Mixing research findings with technology examples it is apparent that traditional exhibit labels, and to a greater extent digital exhibit labels can augment both the emotional and intellectual aspects of an individual or group museum experience. Perhaps a video will elicit more emotive connections for one visitor, whereas using a device to track their visit will inspire others to reflect on their visit at a later date. It is clear that digital exhibit labels can enable visitors and museum staff to alter perceptions of a museum experience, by helping to create opportunities such as:
The technology in itself is exciting, but any opportunities supported by digital exhibit labels remain situated within the broader museum context. Implementation of any digital exhibit label will need to be integrated within an already dense network of museum communications, supports, and voices including: websites, paper guides, signage, worksheets, volunteers, marketing, curators, designers, collections data, member data.
Beyond the expected human and technology interactions (i.e. usability, functionality), museums must consider the impact of technology to the whole network inclusive of social interactions, physical environment, individual preference, promotional signage, user distraction, staff workflows, and even change in visitor expectations (i.e. what to do when tech fails).
Even the coolest gadgets, functionality or content can only be successful when practical considerations to the whole museum system are addressed. Challenges to be considered include:
While researching digital exhibit label technology I uncovered a vast array of examples, many proof of concept prototypes, some insights into implementation challenges and early evidence of efficacy for learning. However, the current enthusiasm for creation of new technology for museum visitors lacks the support of analysis of long-term benefits for the museum or visitor as well as guidance on how to make that technology sustainable.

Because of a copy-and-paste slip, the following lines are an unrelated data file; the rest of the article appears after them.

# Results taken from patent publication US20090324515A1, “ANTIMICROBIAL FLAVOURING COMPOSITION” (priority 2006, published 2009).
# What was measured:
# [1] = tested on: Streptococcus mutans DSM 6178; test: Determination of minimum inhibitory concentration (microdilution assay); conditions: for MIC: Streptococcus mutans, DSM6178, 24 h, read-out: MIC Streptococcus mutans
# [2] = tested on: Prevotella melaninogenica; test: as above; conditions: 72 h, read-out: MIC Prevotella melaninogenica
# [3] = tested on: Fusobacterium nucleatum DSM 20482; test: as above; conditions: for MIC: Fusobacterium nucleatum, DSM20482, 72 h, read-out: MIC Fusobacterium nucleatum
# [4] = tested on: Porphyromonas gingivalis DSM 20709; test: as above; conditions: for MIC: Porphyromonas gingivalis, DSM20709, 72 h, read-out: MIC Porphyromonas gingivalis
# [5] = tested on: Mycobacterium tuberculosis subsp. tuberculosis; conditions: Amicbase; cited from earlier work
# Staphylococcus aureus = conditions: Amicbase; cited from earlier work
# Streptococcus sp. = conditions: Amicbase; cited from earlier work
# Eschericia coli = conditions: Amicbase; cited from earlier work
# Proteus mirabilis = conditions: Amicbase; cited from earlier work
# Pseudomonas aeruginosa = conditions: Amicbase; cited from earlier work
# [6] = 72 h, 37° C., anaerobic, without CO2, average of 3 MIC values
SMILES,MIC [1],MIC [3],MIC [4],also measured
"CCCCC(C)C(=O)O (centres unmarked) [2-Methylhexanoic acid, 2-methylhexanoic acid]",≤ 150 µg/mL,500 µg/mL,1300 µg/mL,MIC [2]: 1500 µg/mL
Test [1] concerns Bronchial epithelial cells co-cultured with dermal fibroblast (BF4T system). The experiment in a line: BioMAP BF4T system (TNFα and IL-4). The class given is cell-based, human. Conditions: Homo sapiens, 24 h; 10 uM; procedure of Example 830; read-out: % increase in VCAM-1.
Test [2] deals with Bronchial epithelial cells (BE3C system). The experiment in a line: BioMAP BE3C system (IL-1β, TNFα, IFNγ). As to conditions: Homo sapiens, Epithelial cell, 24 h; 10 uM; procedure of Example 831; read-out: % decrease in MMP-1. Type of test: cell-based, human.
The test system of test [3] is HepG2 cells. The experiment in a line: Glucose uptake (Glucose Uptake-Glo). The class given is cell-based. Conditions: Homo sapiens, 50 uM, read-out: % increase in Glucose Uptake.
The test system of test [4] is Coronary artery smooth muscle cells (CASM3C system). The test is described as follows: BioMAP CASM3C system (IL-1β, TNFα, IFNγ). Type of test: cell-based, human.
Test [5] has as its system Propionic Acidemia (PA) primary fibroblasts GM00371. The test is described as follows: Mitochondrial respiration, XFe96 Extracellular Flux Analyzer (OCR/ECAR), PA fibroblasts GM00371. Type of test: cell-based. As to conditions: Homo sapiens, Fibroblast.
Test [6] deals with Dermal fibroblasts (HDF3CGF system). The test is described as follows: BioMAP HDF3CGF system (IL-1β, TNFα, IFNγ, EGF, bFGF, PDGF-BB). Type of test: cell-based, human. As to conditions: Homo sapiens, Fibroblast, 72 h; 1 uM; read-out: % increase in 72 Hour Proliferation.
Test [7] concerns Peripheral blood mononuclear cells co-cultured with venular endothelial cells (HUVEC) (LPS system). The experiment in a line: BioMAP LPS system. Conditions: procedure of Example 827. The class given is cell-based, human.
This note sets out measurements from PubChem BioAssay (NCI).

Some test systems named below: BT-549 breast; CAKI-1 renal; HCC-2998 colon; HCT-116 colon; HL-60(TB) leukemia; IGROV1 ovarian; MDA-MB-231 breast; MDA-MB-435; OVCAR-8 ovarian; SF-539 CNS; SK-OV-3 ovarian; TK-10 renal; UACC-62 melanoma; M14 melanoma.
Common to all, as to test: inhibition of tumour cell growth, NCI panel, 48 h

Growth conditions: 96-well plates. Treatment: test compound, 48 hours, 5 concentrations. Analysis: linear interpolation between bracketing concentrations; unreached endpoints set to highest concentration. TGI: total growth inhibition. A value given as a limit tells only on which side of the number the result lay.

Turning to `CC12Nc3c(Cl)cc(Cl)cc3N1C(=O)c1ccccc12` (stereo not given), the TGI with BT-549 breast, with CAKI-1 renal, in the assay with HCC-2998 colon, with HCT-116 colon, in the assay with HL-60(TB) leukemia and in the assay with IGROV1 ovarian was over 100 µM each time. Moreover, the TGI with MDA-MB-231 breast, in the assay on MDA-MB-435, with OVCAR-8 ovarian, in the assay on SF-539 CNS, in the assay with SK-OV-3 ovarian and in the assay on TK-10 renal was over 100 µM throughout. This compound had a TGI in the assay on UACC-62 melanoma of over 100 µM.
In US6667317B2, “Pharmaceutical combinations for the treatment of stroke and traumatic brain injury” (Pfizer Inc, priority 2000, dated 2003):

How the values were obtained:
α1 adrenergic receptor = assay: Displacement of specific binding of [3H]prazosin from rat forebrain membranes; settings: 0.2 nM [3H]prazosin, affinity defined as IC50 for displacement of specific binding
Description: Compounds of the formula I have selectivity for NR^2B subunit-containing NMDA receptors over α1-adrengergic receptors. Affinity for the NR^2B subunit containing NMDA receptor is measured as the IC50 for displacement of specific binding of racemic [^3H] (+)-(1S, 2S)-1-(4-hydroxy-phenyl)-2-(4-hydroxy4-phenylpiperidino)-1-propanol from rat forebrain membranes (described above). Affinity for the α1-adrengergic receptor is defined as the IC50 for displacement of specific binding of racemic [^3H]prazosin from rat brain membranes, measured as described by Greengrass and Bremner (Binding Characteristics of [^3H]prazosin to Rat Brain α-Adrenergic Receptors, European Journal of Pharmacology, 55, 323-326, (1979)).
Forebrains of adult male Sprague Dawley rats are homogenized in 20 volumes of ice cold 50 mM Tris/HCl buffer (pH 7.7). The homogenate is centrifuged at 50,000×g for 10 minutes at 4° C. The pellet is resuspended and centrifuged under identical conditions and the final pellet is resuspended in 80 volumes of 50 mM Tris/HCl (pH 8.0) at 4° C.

Although, there is no concrete answer for what digital exhibit label is best for any given museum we do know the technology is some combination of innovation and disruption. Case in point is The O at the MONA in Tasmania, where traditional labels do not exist and the handheld O is your only guide. The ability to like, dislike and comment on objects using The O gives visitors a powerful voice in influencing staff decisions, but also creates a dependence on technology as without technology there is no label or guiding curatorial voice.
As a researcher and a museum nerd, I am excited for museums to continue to endeavour to build tools that may influence current cultural beliefs about what it is to experience a museum.
Museums please … think big, prototype and evaluate!
References, Links and General Inspiration:
Art Gallery of NSW (2015) Art sets and art tours. Retrieved May 2015 from http://www.artgallery.nsw.gov.au/media-office/art-sets-and-art-tours/.
Baldwin, T., & Kuriakose, L. T. (2009). Cheap, accurate RFID tracking of museum visitors for personalized content delivery. Presented at the Museums and the Web 2009, Indianapolis, Indiana. Retrieved June 2015 from http://www.museumsandtheweb.com/mw2009/papers/baldwin/baldwin.html
Bernstein, S. (2015a). Inside out. [Blog post] Retrieved May 2013 from http://www.brooklynmuseum.org/community/blogosphere/2015/03/25/inside-out/
Bitgood, S. (1990). The ABCs of label design. Visitor studies: Theory, research, and practice, 2, 115-129.
Bloomberg Connects (2014). Bloomberg philanthropies expands and rebrands global engagement program. Retrieved the Bloomberg Philanthropies website May 2015 from http://www.bloomberg.org/press/releases/bloomberg-philanthropies-expands-rebrands-global-engagement-program/
Bransford, J. D., Brown, A., & Cocking, R. (2000). How people learn: Mind, brain, experience and school, expanded edition. DC: National Academy Press. http://bit.ly/1EBASlf